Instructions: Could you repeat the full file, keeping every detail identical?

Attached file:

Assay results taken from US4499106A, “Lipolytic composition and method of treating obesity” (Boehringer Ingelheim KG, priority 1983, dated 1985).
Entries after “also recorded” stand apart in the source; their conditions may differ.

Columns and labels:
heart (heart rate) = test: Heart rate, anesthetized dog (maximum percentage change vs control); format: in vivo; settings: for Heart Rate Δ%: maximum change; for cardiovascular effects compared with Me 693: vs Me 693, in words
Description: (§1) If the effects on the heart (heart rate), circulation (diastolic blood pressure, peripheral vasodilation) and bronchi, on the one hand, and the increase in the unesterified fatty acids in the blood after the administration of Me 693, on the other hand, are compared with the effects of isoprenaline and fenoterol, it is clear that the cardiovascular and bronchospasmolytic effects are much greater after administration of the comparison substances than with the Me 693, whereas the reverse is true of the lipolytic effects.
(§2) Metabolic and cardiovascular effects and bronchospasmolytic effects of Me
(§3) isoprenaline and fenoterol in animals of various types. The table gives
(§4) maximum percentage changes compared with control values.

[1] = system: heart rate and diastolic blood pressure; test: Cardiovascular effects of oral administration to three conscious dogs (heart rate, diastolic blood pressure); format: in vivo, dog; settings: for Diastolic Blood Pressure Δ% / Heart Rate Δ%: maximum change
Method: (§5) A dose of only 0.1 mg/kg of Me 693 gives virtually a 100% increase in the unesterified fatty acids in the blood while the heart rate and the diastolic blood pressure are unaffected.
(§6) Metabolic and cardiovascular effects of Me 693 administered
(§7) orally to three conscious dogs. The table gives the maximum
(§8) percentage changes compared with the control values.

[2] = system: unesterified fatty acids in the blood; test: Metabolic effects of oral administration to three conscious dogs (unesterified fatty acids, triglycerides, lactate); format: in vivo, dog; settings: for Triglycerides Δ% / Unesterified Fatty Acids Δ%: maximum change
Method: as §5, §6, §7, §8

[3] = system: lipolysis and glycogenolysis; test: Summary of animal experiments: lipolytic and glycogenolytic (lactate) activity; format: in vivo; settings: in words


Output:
Assay results taken from US4499106A, “Lipolytic composition and method of treating obesity” (Boehringer Ingelheim KG, priority 1983, dated 1985).
Entries after “also recorded” stand apart in the source; their conditions may differ.

Columns and labels:
heart (heart rate) = test: Heart rate, anesthetized dog (maximum percentage change vs control); format: in vivo; settings: for Heart Rate Δ%: maximum change; for cardiovascular effects compared with Me 693: vs Me 693, in words
Description: (§1) If the effects on the heart (heart rate), circulation (diastolic blood pressure, peripheral vasodilation) and bronchi, on the one hand, and the increase in the unesterified fatty acids in the blood after the administration of Me 693, on the other hand, are compared with the effects of isoprenaline and fenoterol, it is clear that the cardiovascular and bronchospasmolytic effects are much greater after administration of the comparison substances than with the Me 693, whereas the reverse is true of the lipolytic effects.
(§2) Metabolic and cardiovascular effects and bronchospasmolytic effects of Me
(§3) isoprenaline and fenoterol in animals of various types. The table gives
(§4) maximum percentage changes compared with control values.

[1] = system: heart rate and diastolic blood pressure; test: Cardiovascular effects of oral administration to three conscious dogs (heart rate, diastolic blood pressure); format: in vivo, dog; settings: for Diastolic Blood Pressure Δ% / Heart Rate Δ%: maximum change
Method: (§5) A dose of only 0.1 mg/kg of Me 693 gives virtually a 100% increase in the unesterified fatty acids in the blood while the heart rate and the diastolic blood pressure are unaffected.
(§6) Metabolic and cardiovascular effects of Me 693 administered
(§7) orally to three conscious dogs. The table gives the maximum
(§8) percentage changes compared with the control values.

[2] = system: unesterified fatty acids in the blood; test: Metabolic effects of oral administration to three conscious dogs (unesterified fatty acids, triglycerides, lactate); format: in vivo, dog; settings: for Triglycerides Δ% / Unesterified Fatty Acids Δ%: maximum change
Method: as §5, §6, §7, §8

[3] = system: lipolysis and glycogenolysis; test: Summary of animal experiments: lipolytic and glycogenolytic (lactate) activity; format: in vivo; settings: in words